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“Strike up the Band! Here Comes the Happiest Show on Earth! Roaring with Thrills! Ringing with Laughter!”


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Those colorful advertising phrases seem a trifle excessive to describe one of Walt Disney’s unassuming formulatic live-action films that achieved its modest intentions at the time quite successfully.

This year marks the 50th anniversary of the Disney live-action film, Toby Tyler, and it was screened March 27 at the Disney studios as part of the D23 “50 and Fabulous” film series. While it is not considered a classic film, it is still an enjoyable experience and, like most of the live-action films made during Walt Disney’s lifetime, it has some delightful little touches and some production stories that deserve documentation.

In the past, I have written about similar simple Disney live-action films that have received scant attention including Blackbeard’s Ghost (link) and Lt. Robin Crusoe, USN (link).

These films have been justly overshadowed by Walt’s blockbuster classics but even decades after they were made, they still offer solid family entertainment with their cartoony slapstick and strong moral values. Unfortunately, the DVD releases of these films have no commentary tracks nor any “extras” to help today’s audiences better appreciate and understand the films.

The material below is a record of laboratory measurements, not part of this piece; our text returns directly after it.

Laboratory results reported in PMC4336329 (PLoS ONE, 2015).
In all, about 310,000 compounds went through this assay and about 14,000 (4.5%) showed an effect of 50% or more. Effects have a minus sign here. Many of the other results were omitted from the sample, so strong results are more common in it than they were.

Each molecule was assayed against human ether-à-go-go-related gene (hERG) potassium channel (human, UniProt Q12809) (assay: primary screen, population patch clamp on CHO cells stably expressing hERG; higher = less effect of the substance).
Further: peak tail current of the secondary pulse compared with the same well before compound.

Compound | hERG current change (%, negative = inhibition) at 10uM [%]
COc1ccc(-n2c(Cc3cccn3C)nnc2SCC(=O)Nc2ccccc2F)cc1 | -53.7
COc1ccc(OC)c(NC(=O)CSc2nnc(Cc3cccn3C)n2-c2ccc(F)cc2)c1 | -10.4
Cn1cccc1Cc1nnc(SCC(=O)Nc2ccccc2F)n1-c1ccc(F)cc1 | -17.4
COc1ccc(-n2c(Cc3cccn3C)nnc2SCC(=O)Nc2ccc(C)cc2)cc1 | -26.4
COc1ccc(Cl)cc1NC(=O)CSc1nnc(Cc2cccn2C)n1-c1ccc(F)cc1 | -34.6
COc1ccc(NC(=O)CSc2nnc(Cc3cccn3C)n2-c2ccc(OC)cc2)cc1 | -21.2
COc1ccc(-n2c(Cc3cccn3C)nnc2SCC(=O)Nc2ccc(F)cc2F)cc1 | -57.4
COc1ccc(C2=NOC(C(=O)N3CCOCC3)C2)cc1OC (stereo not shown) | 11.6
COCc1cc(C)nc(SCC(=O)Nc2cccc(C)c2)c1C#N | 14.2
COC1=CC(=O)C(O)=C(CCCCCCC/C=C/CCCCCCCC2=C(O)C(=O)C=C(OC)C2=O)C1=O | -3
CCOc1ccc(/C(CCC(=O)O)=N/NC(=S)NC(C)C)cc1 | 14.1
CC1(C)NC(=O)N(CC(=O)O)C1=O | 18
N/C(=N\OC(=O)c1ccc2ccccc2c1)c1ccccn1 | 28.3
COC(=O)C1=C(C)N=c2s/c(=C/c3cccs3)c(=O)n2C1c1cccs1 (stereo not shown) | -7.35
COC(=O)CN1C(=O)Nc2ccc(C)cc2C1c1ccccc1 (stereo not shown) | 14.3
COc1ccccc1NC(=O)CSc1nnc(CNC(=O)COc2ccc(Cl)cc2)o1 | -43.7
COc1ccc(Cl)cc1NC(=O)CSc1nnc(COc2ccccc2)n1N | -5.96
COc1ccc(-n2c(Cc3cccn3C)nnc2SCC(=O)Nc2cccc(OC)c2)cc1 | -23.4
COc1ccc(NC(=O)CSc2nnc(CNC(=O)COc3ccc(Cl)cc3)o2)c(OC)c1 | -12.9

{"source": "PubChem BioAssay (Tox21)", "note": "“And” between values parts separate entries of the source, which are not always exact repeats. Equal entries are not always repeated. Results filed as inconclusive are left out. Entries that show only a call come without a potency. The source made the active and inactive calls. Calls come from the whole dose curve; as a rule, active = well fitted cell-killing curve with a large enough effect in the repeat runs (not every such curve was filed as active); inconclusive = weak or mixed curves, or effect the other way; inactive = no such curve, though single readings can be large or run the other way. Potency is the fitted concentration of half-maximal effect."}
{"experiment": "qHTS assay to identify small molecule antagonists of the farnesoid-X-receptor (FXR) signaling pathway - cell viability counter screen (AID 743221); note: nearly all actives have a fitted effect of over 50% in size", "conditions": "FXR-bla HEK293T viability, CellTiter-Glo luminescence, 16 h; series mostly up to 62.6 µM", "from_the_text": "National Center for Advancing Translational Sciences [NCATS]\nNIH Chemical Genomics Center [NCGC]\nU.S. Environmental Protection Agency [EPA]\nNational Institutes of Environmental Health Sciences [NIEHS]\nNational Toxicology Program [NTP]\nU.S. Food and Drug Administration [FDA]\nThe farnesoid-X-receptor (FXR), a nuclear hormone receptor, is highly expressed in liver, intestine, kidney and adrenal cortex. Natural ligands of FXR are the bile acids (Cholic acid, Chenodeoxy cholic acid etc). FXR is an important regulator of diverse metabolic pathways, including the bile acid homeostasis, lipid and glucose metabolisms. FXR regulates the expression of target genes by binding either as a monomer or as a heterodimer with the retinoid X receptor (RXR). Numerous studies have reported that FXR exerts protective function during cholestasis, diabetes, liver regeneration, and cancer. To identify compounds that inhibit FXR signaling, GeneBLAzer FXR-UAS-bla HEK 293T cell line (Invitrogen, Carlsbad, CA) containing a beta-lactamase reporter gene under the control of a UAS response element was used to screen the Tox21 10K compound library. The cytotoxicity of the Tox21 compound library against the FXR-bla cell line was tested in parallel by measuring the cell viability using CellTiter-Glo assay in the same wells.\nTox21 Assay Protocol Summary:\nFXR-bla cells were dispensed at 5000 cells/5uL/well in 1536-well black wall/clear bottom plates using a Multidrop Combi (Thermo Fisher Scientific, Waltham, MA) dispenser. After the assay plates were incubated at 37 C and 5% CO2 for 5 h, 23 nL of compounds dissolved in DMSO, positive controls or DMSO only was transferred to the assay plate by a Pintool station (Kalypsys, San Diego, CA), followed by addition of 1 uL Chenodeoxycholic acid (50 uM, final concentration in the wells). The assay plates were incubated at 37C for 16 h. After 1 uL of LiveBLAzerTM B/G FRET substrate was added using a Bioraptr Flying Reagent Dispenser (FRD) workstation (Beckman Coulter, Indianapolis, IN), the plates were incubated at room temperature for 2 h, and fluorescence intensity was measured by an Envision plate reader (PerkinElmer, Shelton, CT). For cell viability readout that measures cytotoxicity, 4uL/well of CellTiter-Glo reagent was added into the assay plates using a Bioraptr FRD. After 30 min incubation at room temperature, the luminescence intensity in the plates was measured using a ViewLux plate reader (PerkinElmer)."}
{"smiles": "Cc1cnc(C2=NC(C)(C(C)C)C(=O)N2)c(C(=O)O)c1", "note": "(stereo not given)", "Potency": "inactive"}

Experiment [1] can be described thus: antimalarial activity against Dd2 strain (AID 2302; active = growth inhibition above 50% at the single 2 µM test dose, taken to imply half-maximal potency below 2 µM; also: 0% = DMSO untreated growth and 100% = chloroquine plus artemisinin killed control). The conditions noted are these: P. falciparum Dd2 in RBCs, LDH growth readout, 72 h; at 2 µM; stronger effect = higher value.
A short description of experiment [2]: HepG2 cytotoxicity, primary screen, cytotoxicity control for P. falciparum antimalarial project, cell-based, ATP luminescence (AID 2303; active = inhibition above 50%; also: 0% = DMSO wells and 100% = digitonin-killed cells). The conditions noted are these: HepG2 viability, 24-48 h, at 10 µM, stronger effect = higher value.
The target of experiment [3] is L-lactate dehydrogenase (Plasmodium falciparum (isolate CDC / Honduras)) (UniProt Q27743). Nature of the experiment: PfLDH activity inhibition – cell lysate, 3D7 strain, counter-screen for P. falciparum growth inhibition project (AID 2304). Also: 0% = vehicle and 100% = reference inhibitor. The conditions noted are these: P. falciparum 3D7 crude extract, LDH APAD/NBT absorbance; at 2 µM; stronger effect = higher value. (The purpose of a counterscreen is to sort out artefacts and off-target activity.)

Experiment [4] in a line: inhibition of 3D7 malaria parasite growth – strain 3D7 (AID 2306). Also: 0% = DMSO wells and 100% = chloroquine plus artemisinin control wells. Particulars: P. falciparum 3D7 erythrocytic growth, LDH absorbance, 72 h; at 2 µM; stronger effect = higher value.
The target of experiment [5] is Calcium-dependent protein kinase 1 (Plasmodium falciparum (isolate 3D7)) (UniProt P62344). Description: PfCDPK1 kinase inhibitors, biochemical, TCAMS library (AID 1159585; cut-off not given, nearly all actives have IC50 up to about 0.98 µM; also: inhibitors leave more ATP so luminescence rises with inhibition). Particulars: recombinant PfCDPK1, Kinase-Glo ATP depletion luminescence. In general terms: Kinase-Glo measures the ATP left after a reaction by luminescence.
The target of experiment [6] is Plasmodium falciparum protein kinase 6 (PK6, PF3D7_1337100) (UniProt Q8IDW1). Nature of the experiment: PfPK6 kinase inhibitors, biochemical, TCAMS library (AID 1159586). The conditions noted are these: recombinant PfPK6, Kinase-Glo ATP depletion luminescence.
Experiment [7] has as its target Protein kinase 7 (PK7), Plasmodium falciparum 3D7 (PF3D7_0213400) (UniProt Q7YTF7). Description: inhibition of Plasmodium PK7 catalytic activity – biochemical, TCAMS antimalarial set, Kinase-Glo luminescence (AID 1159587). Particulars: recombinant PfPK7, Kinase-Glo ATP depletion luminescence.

Toby Tyler, or Ten Weeks with a Circus, was the first novel by James Otis Kaler. It was originally serialized in Harper’s Young People in 1877 and then was later collected and published as a book in 1881. It became a very popular book for young boys over the years. Writer Carl Sandburg told people that Toby Tyler was one of his favorite books. Writer Harlan Ellison claimed that it inspired him to run away and join a carnival.

Basically, the film recounts the story of an orphan who, after being verbally abused by his poor struggling “uncle,” runs away to join the circus. Toby gets a job as a concessionaire selling lemonade, peanuts and candy apples under the tutelage of Harry Tupper, a slick con man who takes Toby’s tips and keeps secret the fact that Toby’s uncle and aunt need Toby back at the farm. Toby is befriended by the circus strongman and one of the clowns and eventually gets a chance to perform in an equestrian act. Along the way, Toby makes friends with a mischevious chimp named Mr. Stubbs who is constantly causing trouble for Toby.

The novel is much darker than the Disney film—with a fat and lazy Toby being punished in a brutual orphan home for his dishonesty and Mr. Stubbs a much older less cuter monkey who dies after being shot, among many other significant changes, including Toby giving up his life with the circus to return to the orphanage for what is implied will be a difficult life.